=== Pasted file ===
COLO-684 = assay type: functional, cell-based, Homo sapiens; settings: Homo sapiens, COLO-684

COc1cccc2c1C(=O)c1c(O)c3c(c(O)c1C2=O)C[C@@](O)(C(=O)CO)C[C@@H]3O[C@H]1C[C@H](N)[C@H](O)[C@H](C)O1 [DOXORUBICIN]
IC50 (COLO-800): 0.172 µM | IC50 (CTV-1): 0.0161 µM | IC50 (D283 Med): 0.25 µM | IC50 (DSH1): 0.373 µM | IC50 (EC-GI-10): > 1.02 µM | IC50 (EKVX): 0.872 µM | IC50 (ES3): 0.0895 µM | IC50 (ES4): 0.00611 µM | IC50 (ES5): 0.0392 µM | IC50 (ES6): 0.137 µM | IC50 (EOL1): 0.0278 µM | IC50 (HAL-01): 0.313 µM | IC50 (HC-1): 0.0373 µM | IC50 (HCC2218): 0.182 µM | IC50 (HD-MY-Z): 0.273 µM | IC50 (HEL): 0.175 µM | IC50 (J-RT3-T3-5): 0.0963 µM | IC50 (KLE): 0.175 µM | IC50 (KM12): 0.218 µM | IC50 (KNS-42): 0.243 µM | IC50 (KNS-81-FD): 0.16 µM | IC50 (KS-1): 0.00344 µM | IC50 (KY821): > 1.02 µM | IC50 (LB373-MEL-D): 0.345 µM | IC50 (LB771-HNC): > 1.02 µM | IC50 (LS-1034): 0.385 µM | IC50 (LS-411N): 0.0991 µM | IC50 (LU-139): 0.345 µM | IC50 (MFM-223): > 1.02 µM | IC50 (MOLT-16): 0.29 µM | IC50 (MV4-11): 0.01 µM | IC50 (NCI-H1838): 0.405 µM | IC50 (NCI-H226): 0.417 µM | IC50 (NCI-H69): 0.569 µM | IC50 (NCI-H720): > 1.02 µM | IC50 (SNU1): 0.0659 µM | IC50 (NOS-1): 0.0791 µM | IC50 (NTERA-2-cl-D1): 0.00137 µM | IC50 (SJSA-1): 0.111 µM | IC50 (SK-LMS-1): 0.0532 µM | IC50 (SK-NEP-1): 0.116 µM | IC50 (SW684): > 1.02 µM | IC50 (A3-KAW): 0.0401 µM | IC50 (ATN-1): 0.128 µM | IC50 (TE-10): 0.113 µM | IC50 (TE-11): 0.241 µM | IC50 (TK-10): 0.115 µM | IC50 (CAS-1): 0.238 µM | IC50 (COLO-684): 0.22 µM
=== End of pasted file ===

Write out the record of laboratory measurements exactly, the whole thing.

COLO-684 = assay type: functional, cell-based, Homo sapiens; settings: Homo sapiens, COLO-684

COc1cccc2c1C(=O)c1c(O)c3c(c(O)c1C2=O)C[C@@](O)(C(=O)CO)C[C@@H]3O[C@H]1C[C@H](N)[C@H](O)[C@H](C)O1 [DOXORUBICIN]
IC50 (COLO-800): 0.172 µM | IC50 (CTV-1): 0.0161 µM | IC50 (D283 Med): 0.25 µM | IC50 (DSH1): 0.373 µM | IC50 (EC-GI-10): > 1.02 µM | IC50 (EKVX): 0.872 µM | IC50 (ES3): 0.0895 µM | IC50 (ES4): 0.00611 µM | IC50 (ES5): 0.0392 µM | IC50 (ES6): 0.137 µM | IC50 (EOL1): 0.0278 µM | IC50 (HAL-01): 0.313 µM | IC50 (HC-1): 0.0373 µM | IC50 (HCC2218): 0.182 µM | IC50 (HD-MY-Z): 0.273 µM | IC50 (HEL): 0.175 µM | IC50 (J-RT3-T3-5): 0.0963 µM | IC50 (KLE): 0.175 µM | IC50 (KM12): 0.218 µM | IC50 (KNS-42): 0.243 µM | IC50 (KNS-81-FD): 0.16 µM | IC50 (KS-1): 0.00344 µM | IC50 (KY821): > 1.02 µM | IC50 (LB373-MEL-D): 0.345 µM | IC50 (LB771-HNC): > 1.02 µM | IC50 (LS-1034): 0.385 µM | IC50 (LS-411N): 0.0991 µM | IC50 (LU-139): 0.345 µM | IC50 (MFM-223): > 1.02 µM | IC50 (MOLT-16): 0.29 µM | IC50 (MV4-11): 0.01 µM | IC50 (NCI-H1838): 0.405 µM | IC50 (NCI-H226): 0.417 µM | IC50 (NCI-H69): 0.569 µM | IC50 (NCI-H720): > 1.02 µM | IC50 (SNU1): 0.0659 µM | IC50 (NOS-1): 0.0791 µM | IC50 (NTERA-2-cl-D1): 0.00137 µM | IC50 (SJSA-1): 0.111 µM | IC50 (SK-LMS-1): 0.0532 µM | IC50 (SK-NEP-1): 0.116 µM | IC50 (SW684): > 1.02 µM | IC50 (A3-KAW): 0.0401 µM | IC50 (ATN-1): 0.128 µM | IC50 (TE-10): 0.113 µM | IC50 (TE-11): 0.241 µM | IC50 (TK-10): 0.115 µM | IC50 (CAS-1): 0.238 µM | IC50 (COLO-684): 0.22 µM